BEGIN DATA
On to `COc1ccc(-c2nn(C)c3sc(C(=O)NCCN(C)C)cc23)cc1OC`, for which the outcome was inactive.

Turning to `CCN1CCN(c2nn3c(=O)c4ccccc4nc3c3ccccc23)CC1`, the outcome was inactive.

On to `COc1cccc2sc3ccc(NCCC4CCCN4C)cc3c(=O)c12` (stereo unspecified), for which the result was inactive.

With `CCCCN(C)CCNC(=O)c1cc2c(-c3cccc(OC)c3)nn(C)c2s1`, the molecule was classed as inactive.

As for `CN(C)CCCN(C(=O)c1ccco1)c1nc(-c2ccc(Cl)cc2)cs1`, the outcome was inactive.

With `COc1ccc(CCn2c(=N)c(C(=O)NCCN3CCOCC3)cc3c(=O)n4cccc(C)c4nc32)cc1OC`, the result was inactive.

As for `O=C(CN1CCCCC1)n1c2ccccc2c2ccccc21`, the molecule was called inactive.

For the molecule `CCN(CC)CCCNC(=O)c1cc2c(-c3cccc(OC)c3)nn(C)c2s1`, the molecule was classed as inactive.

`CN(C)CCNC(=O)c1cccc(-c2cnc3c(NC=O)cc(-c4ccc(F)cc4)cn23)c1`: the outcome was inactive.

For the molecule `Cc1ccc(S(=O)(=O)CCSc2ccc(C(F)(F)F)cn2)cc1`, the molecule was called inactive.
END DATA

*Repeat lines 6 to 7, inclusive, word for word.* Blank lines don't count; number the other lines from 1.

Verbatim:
With `COc1ccc(CCn2c(=N)c(C(=O)NCCN3CCOCC3)cc3c(=O)n4cccc(C)c4nc32)cc1OC`, the result was inactive.

As for `O=C(CN1CCCCC1)n1c2ccccc2c2ccccc21`, the molecule was called inactive.